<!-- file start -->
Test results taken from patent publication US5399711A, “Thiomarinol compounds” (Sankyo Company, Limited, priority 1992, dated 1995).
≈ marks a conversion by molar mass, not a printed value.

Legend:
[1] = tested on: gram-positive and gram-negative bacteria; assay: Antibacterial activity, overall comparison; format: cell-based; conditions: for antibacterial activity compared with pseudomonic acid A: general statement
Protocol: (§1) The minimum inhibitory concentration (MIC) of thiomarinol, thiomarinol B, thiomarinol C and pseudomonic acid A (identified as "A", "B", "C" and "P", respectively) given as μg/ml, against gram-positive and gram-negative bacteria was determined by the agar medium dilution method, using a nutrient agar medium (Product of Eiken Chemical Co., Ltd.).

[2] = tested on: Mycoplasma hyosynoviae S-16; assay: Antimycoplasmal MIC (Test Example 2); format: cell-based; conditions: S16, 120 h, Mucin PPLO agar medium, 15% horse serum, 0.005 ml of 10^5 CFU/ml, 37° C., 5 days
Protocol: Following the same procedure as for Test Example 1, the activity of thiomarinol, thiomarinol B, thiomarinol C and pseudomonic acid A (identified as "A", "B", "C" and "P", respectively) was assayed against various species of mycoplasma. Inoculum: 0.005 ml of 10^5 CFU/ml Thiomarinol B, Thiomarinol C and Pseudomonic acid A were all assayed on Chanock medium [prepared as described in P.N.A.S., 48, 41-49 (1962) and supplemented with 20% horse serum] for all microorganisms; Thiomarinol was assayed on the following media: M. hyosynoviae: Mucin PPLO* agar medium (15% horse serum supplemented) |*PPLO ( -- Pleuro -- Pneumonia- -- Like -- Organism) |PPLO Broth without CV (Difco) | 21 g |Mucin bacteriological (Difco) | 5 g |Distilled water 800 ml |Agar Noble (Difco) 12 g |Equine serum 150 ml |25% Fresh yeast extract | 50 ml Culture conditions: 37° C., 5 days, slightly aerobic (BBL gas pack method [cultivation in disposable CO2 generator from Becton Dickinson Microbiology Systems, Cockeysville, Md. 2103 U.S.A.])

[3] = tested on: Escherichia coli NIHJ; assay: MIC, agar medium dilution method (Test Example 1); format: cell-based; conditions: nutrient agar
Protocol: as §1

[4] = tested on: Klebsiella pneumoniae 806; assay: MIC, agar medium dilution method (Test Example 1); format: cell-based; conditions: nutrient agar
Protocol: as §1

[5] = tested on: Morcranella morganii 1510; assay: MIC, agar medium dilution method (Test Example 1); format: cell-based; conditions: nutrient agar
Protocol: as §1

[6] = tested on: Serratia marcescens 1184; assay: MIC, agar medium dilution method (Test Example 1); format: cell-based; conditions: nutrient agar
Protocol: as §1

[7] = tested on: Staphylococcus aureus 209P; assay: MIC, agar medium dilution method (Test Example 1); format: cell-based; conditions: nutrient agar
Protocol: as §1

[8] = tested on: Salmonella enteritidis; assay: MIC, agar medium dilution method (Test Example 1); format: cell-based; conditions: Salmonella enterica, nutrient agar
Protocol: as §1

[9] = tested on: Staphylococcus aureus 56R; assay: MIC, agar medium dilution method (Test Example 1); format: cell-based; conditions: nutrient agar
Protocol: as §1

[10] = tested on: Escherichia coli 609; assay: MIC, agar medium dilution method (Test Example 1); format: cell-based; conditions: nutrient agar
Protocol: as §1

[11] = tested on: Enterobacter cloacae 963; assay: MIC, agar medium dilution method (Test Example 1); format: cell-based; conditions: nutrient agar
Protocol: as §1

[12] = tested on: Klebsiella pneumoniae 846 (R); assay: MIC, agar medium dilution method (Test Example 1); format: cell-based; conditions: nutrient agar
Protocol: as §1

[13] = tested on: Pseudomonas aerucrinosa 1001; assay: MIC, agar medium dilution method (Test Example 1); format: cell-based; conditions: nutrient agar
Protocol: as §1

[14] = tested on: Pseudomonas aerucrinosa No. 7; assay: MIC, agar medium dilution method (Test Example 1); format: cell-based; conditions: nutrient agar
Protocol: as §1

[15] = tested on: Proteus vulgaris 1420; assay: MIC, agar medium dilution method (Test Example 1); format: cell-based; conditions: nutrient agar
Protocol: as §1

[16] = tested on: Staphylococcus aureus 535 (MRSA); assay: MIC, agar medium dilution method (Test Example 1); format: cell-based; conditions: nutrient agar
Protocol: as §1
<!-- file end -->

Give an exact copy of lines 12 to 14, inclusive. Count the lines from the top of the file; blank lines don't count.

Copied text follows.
[5] = tested on: Morcranella morganii 1510; assay: MIC, agar medium dilution method (Test Example 1); format: cell-based; conditions: nutrient agar
Protocol: as §1

[6] = tested on: Serratia marcescens 1184; assay: MIC, agar medium dilution method (Test Example 1); format: cell-based; conditions: nutrient agar